By Madelynn Coldiron
Like the bride and groom at a shotgun wedding, Wayne County and the former Monticello Independent school districts are trying to make the best of their union.
“We’re starting the school year with a district that’s never existed,” Wayne County Schools Superintendent John Dalton said.
In the days leading up to and since the districts’ forced merger July 1, Wayne County Schools leaders devised both formal and informal ways to blend staff, students and facilities of the two districts. The county system absorbed the single-school Monticello district at the behest of the state Board of Education after the small independent’s insolvency came to light last December.
PHOTO: Wayne County gets creative in a hurry in the ‘adoption’ of Monticello Independent
Teachers from Wayne County Schools and the former Monticello Independent Schools gather for a training on literacy across the curriculum, taught by Crystal Cox of the Southeast Southcentral Education Cooperative. The session was part of a three-day Professional Learning Symposium July 22-24 at Wayne County High School. More than 200 teachers and principals attended the event, which featured open sessions for all teachers, along with more specialized trainings.
“We’re aware of how other mergers have taken place, but we really have custom-designed ours,” said Linda Jones, the district’s public information officer.
Dalton said individual tasks involved with the merger were impossible to prioritize, explaining, “We had to parallel process it.” The main threads were figuring out a grade center plan, placing staff and physically moving.
“We were planning and doing almost simultaneously,” he said. Some of the groundwork was being laid quietly behind the scenes beginning last December, when Dalton was contacted by the Monticello superintendent.
While these major tasks were underway, the district also planned welcoming and familiarization-type activities at all grade centers for staff, students and parents, both before the 2012-13 school year ended and just prior to the start of the new school year. Orientation night for Bell Elementary, for example, concluded with a mass dinner at a local restaurant, while the middle school held a potluck picnic at a local recreation area.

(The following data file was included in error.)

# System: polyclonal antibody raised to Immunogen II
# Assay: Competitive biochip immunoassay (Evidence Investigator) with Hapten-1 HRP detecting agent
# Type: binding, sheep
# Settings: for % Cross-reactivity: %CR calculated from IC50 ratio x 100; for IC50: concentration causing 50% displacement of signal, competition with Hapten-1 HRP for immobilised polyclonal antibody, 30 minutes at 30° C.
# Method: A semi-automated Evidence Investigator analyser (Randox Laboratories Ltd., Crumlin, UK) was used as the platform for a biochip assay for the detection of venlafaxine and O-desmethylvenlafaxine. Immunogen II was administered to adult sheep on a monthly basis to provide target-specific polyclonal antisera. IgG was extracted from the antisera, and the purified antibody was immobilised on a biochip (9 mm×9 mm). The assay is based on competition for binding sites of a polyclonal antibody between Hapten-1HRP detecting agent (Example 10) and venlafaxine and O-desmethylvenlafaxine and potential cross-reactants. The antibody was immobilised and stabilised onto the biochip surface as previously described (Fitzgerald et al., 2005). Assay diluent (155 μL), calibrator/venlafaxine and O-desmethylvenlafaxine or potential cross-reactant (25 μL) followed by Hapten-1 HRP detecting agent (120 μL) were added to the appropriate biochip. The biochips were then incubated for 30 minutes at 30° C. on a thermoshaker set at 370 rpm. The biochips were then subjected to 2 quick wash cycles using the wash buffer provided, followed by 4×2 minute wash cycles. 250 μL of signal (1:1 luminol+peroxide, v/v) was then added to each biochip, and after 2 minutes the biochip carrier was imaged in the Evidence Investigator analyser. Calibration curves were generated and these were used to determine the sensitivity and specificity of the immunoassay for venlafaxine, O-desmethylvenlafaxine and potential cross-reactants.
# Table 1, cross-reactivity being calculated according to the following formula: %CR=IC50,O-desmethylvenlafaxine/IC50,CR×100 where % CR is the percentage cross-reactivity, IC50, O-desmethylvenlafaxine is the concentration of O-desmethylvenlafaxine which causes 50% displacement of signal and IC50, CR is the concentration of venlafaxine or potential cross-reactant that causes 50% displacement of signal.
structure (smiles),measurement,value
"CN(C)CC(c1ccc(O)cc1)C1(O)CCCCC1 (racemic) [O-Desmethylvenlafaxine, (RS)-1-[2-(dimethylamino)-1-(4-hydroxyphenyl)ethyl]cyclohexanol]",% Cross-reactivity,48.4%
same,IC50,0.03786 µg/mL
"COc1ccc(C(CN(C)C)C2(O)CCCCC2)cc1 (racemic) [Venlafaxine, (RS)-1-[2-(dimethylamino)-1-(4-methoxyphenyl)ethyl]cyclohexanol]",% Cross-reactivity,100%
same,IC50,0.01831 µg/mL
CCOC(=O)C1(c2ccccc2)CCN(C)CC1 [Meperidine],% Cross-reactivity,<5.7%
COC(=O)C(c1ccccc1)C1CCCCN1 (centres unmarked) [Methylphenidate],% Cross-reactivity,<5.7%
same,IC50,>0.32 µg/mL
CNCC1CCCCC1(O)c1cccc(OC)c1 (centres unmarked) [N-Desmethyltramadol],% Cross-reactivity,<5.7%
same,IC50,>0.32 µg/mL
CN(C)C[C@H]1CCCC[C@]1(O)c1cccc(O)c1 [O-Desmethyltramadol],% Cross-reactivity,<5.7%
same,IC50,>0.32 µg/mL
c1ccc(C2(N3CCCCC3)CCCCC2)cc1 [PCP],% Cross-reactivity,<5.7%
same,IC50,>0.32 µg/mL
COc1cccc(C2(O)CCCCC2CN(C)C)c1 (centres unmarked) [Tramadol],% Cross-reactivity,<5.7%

Educators on both sides agreed the transition will be more difficult for high schoolers than for younger students.
“I think it will be difficult for some. I think for the majority of them, they all know each other very well – they’re together in a lot of other out-of-school places and activities,” former Monticello and now Wayne County High School language arts teacher Paul Stringer said.
Teresa Rankin, a former Monticello teacher now at Wayne County Middle School, said some students were excited about the greater variety of course offerings, especially at the high school.
Rankin said one of the most helpful moves for students was the visit by Wayne County principals before the end of the school year.
“It was important to me to let the Monticello staff and students become familiar with us,” Dalton explained. “I wanted to become familiar with them.”
Wayne County students also made videos that were posted on the district’s website to welcome their incoming Monticello classmates.
School activity fairs were held in May with booths set up for extracurricular clubs and sports. Monticello students also were able to tour the buildings during that time. At the high school, course registration – normally held during the school day – took place in the evening for all students to give staff extra time for individual counseling sessions. Those sessions were especially important because the two systems had different graduation requirements.